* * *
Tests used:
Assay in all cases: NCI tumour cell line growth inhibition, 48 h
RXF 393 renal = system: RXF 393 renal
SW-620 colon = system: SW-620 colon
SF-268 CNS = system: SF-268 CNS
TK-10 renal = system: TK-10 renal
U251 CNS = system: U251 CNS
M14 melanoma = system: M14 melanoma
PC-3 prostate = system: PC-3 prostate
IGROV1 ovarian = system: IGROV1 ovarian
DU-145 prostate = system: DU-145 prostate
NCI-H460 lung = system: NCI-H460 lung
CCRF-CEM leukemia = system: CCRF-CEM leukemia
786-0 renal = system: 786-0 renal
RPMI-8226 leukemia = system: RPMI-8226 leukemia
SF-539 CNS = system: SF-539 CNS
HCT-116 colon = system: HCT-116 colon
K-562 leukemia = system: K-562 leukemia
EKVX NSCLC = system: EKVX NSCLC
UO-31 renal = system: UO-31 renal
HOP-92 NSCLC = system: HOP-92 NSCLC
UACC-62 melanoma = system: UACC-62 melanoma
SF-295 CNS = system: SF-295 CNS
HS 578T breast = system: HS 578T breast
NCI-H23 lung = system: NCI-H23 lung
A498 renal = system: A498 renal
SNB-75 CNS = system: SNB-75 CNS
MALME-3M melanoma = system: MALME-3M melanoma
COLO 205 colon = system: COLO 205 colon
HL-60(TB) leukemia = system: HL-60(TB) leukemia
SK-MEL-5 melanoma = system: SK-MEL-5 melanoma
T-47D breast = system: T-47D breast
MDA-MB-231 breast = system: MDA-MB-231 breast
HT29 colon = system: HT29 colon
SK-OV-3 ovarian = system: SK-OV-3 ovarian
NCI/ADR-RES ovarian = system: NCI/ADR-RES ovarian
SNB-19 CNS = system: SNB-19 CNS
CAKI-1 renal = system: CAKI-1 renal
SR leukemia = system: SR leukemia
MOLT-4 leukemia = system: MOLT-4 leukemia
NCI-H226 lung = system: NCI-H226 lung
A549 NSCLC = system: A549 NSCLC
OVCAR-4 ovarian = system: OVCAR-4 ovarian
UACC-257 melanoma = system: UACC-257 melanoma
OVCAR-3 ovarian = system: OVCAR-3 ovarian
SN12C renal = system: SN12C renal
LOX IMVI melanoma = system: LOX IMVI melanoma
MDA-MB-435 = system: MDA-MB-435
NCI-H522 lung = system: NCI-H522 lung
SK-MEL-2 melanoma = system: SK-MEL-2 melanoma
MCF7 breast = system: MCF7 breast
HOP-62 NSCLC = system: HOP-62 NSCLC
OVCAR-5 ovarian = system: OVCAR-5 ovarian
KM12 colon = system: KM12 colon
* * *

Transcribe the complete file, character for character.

Tests used:
Assay in all cases: NCI tumour cell line growth inhibition, 48 h
RXF 393 renal = system: RXF 393 renal
SW-620 colon = system: SW-620 colon
SF-268 CNS = system: SF-268 CNS
TK-10 renal = system: TK-10 renal
U251 CNS = system: U251 CNS
M14 melanoma = system: M14 melanoma
PC-3 prostate = system: PC-3 prostate
IGROV1 ovarian = system: IGROV1 ovarian
DU-145 prostate = system: DU-145 prostate
NCI-H460 lung = system: NCI-H460 lung
CCRF-CEM leukemia = system: CCRF-CEM leukemia
786-0 renal = system: 786-0 renal
RPMI-8226 leukemia = system: RPMI-8226 leukemia
SF-539 CNS = system: SF-539 CNS
HCT-116 colon = system: HCT-116 colon
K-562 leukemia = system: K-562 leukemia
EKVX NSCLC = system: EKVX NSCLC
UO-31 renal = system: UO-31 renal
HOP-92 NSCLC = system: HOP-92 NSCLC
UACC-62 melanoma = system: UACC-62 melanoma
SF-295 CNS = system: SF-295 CNS
HS 578T breast = system: HS 578T breast
NCI-H23 lung = system: NCI-H23 lung
A498 renal = system: A498 renal
SNB-75 CNS = system: SNB-75 CNS
MALME-3M melanoma = system: MALME-3M melanoma
COLO 205 colon = system: COLO 205 colon
HL-60(TB) leukemia = system: HL-60(TB) leukemia
SK-MEL-5 melanoma = system: SK-MEL-5 melanoma
T-47D breast = system: T-47D breast
MDA-MB-231 breast = system: MDA-MB-231 breast
HT29 colon = system: HT29 colon
SK-OV-3 ovarian = system: SK-OV-3 ovarian
NCI/ADR-RES ovarian = system: NCI/ADR-RES ovarian
SNB-19 CNS = system: SNB-19 CNS
CAKI-1 renal = system: CAKI-1 renal
SR leukemia = system: SR leukemia
MOLT-4 leukemia = system: MOLT-4 leukemia
NCI-H226 lung = system: NCI-H226 lung
A549 NSCLC = system: A549 NSCLC
OVCAR-4 ovarian = system: OVCAR-4 ovarian
UACC-257 melanoma = system: UACC-257 melanoma
OVCAR-3 ovarian = system: OVCAR-3 ovarian
SN12C renal = system: SN12C renal
LOX IMVI melanoma = system: LOX IMVI melanoma
MDA-MB-435 = system: MDA-MB-435
NCI-H522 lung = system: NCI-H522 lung
SK-MEL-2 melanoma = system: SK-MEL-2 melanoma
MCF7 breast = system: MCF7 breast
HOP-62 NSCLC = system: HOP-62 NSCLC
OVCAR-5 ovarian = system: OVCAR-5 ovarian
KM12 colon = system: KM12 colon